What has happened this week in Argentina?
MACRI ADDRESSES CONGRESS, WITH ABORTION DEBATE TOPPING THE BILL
President Mauricio Macri opened the 136th ordinary sessions of Congress on Thursday with a 40-minute speech, where he confirmed the inclusion of an abortion debate in this year’s agenda (as widely anticipated) but also announced more unexpected initiatives such as equal pay for women and more paternity leave (see full story on Page 8).
With classes set to start in most of the country on Monday, teachers remained locked in pay disputes in 20 of the 24 districts (Misiones, Salta, San Luis and Tucumán being the only provinces to reach agreement). In Buenos Aires province, a region closely watched by the rest of the nation, teacher unions have rejected the offer of a 15-percent pay increase plus a 6,000-peso bonus for perfect attendance.
JONES HUALA IN THE DOCK
Mapuche militant leader Facundo Jones Huala appeared in court in Bariloche, facing extradition to Chile on charges including arson. The final decision is expected between today and Monday.
DÍAZ GILLIGAN CHARGED
Federal prosecutor Alejandra Mangano charged Valentín Diaz Gilligan with money-laundering on Monday, one week after his resignation as Government House deputy chief-of-staff over an offshore account in Andorra.
LUCIANO BENJAMÍN MENÉNDEZ DIES AGED 90
Former general Luciano Benjamín Menéndez, who died on Tuesday at the age of 90, was something of a first among equals in the ranks of the “dirty warriors” of the 1976-83 military dictatorship since his 13 life sentences for crimes against humanity marked a record – far outstripping even the likes of former Buenos Aires provincial police deputy chief Miguel Angel Etchecolatz. Most of these sentences were earned at the helm of the Córdoba-based, 15,000-strong Third Army Corps between 1975 and 1979, covering 10 provinces. The most notorious of over 800 cases against him were centred on the La Perla concentration camp, which added an estimated 3,000 victims to the dictatorship’s death toll, although he was also convicted for the death of La Rioja Bishop Enrique Angelelli and two other priests.
HEALTHCARE ROW WITH BOLIVIA OVER COSTS
Plenty of back and forth over free health and education services for foreigners last week, only to return to basically the same place. Bolivian President Evo Morales’ rejection of reciprocity in this area last February had led to a a Jujuy provincial initiative to charge Bolivians for health treatment in public hospitals (hitherto free), which was then nationalised as a bill by Lower House deputy Luis Petri (Radical-Mendoza), also extending the requirement to university education. But the latter clause in particular caused misgivings within the Let’s Change caucus while Morales promised equal treatment for “Argentine brethren,” returning the situation to square one.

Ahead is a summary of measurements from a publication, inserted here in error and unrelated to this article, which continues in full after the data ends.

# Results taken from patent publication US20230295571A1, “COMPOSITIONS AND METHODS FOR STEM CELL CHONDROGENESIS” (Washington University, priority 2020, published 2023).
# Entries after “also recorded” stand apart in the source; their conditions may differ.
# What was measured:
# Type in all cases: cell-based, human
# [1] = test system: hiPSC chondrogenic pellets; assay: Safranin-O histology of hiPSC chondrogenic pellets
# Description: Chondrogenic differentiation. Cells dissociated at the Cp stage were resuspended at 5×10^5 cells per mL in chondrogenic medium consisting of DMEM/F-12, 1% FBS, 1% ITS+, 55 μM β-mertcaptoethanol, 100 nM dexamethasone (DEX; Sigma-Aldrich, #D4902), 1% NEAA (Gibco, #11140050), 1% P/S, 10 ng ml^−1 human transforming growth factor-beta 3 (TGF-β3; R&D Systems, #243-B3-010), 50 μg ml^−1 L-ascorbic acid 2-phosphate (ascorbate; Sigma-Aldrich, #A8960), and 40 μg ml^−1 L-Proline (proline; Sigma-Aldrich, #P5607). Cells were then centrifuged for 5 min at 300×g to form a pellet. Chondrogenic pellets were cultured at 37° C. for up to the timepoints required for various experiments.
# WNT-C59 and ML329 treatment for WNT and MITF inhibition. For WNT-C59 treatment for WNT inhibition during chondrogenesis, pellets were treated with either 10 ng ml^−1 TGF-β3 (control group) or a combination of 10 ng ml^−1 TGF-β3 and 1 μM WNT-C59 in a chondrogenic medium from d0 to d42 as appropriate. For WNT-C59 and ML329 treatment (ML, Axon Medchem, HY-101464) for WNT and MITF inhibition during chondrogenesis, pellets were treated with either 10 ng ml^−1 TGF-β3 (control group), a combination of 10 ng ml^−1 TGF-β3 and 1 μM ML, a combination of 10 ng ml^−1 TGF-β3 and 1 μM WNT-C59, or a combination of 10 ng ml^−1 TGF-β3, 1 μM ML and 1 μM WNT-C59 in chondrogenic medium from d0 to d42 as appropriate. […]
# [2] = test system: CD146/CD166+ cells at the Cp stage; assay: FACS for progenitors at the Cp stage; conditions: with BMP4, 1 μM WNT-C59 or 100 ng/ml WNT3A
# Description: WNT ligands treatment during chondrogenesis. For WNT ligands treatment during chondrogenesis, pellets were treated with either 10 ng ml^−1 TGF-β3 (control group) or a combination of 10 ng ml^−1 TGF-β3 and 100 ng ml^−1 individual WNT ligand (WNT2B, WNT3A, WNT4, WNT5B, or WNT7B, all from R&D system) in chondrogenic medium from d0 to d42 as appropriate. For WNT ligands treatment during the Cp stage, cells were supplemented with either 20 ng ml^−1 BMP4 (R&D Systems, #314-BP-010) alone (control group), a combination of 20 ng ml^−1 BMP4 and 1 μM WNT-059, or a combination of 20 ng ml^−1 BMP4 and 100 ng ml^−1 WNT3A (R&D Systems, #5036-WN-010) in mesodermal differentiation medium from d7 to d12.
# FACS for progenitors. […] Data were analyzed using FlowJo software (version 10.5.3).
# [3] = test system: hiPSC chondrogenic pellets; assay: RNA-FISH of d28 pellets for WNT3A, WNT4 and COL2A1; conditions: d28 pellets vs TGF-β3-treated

MENEM RAISES EYEBROWS WITH CORRUPTION CLAIM
“Every government (in Argentina) has been corrupt except my own,” 87-year-old former president Carlos Menem claimed this week in a rare interview given to CNN en Español. “Parliamentary immunity does not protect me and I do not want it to protect me. Let them investigate everything they want to (investigate) but I am not going to hold on to that immunity to avoid a court case. Every government has been corrupt except my own,” he declared. Of the many court cases Menem has faced, two have led to sentences though both are pending appeals court decisions. In 2013 he was found guilty for the aggravated smuggling of weapons to Croatia and Ecuador in the 1990s, for which he received a sentence of seven years in jail. In 2015, he was found guilty for embezzlement, for which he received a four and half year sentence. Menem has avoided jail time because of his parliamentary immunity and age. Currently a senator, he told CNN en Español: “I have no sentences against me. There are open investigations and others that have been resolved.” Critical of both the CFK and Macri governments, Menem said he “cannot live without politics.”
FOOTBALL FAN CHANTS AGAINST MACRI TO LEAD TO SUSPENSIONS
Guillermo Marconi, secretary-general of the SADRA referees union, crossed a tricky line between politics and football when he proposed that continuing hostile chants against President Mauricio Macri should result in the immediate suspension of the match. The chants started with a draw between San Lorenzo and runaway league leaders Boca Juniors and continued with a 2-2 draw between River Plate and the Mendoza team Godoy Cruz after some controversial refereeing decisions. Macri (Boca president for 12 years before starting his political career as City mayor in 2007) has been accused by rival fans of slanting the playing-field in favour of his club but some government voices say the political opposition is orchestrating the chants. Argentine referees have been authorised since 2012 to interrupt matches for xenophobic chants against Bolivian, Paraguayan and other immigrant groups. According to Marconi, the anti-Macri chants are “discriminatory” and likely to provoke violence. Argentine Football Association President Claudio Tapia ìs out of the country this week in Sochi, Russia, in connection with this year’s World Cup.
HORROR IN JUNÍN
The community of Junín has been left aghast over the rape-murder of 11-year-old Camila Borda by José Carlos Varela, an odd-job man with a previous record of sex offences. The case has led to calls for convicted sex offenders to serve their full sentences and for stricter controls following their release.